As told by Maureen
Even if you didn't know that a Pippsywoggin lived in the pile of rocks at the edge of Minnreg field, you'd be drawn to the spot by the faint smell of yeast and honey and browned butter. We first found out about Nellie Michelle's home quite by accident. Dan was out looking for large rocks with which to surround our goldfish pond, and found some in that field. As I was helping him unload the van, I noticed what looked like a miniature loaf of bread stuck in the crevice of one rock. It was only about the size of a grape, yet was browned on the top, soft on the sides, and definitely smelled like bread.
Suspecting that we had inadvertently taken someone's supper, we returned to the spot with some of Dan's own recently baked bread, some fresh raspberry jam, and a little jug of milk. These we left on top of a flat rack, accompanied by a note explaining who we were, how we knew about the existence of Pippsywoggins, and the name of a few of our Pip friends as references.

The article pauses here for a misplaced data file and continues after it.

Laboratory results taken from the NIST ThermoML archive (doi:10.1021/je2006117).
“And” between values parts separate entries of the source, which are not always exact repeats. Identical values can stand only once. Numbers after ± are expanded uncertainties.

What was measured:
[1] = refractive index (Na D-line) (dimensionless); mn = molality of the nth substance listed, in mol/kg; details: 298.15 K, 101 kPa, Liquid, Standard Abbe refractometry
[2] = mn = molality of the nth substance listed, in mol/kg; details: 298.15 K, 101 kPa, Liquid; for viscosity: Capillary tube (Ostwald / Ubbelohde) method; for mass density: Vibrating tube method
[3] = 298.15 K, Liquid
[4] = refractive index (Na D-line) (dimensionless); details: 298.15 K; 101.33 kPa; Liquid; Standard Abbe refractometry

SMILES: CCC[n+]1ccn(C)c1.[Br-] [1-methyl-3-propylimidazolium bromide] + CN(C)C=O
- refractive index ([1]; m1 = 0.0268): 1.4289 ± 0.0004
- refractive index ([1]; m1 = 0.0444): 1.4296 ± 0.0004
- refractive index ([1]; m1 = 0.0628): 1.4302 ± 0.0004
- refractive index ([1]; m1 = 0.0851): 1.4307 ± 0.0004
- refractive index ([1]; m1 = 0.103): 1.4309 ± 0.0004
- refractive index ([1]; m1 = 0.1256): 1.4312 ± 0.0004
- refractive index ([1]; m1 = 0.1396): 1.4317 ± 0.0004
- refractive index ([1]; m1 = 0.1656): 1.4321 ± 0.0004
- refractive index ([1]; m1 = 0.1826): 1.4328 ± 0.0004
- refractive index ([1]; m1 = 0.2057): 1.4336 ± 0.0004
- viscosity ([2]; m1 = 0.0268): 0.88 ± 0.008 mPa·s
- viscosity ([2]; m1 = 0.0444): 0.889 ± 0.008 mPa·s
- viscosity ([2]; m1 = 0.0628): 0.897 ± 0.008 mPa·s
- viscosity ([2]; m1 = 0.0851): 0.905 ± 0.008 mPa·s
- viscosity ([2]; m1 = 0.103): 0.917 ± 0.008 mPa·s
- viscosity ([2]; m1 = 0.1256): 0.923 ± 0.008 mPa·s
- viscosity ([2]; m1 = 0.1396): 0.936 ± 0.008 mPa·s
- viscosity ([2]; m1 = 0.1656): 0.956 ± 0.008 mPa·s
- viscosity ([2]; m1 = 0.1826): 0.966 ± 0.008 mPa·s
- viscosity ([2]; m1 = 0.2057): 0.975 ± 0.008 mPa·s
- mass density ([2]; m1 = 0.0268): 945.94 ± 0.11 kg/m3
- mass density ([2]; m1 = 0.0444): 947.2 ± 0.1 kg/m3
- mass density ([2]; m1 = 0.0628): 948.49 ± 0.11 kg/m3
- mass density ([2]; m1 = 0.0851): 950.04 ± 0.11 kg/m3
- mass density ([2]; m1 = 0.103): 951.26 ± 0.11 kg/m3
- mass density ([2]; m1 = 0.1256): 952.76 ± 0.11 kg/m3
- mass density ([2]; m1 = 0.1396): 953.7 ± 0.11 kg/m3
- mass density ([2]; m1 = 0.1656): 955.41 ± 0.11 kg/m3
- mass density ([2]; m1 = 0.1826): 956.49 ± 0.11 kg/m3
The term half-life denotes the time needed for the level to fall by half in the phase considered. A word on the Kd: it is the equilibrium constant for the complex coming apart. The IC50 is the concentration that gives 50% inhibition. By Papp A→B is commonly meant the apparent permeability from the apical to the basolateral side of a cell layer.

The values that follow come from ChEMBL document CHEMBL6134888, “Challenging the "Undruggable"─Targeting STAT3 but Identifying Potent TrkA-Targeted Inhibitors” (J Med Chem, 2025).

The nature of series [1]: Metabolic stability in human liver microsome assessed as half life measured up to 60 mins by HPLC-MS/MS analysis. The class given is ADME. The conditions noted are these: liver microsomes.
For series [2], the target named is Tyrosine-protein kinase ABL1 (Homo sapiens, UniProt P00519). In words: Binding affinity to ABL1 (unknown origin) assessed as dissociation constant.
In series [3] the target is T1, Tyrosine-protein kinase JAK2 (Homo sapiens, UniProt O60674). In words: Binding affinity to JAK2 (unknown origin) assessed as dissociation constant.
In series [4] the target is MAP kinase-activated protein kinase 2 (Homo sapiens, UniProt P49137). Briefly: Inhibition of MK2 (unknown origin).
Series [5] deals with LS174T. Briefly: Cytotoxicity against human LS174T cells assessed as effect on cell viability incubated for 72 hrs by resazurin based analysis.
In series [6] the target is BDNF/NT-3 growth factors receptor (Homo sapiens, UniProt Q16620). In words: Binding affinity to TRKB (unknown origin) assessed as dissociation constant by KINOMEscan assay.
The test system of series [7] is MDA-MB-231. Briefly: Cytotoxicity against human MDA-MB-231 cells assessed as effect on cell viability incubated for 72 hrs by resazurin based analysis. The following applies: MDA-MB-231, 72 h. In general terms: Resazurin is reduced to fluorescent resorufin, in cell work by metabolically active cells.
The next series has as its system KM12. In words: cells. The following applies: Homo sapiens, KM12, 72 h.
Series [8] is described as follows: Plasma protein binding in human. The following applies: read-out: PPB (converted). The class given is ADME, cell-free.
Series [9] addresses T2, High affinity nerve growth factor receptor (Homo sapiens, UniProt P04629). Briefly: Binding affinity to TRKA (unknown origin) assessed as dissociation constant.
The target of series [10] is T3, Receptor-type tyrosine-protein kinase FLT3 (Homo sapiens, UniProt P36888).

The next morning, as I was sleepily brewing my morning coffee, I noticed on the outside window sill a little bundle wrapped in a checked cloth and tied with red ribbon. Smiling expectantly, I retrieved it. Inside were a dozen muffins, each about the size of a miniature marshmallow, and a little mcard on which was printed the recipe.
A few days later we left on the rock a plate of baklava, complete with recipe. Later that week we found shortcake biscuits sitting at the edge of the strawberry patch, this time with a note signed Nellie Michele. The sharing continues to this day. We have still never seen Nellie Michele, though we have gotten to know more about her, as sometimes the food is accompanied by newsy little letters full of her baking tips. This sculpture of her is how I imagine her to be. It may not be totally accurate, but I know that it captures the generosity of her soul.
1995, 2006 by Maureen Carlson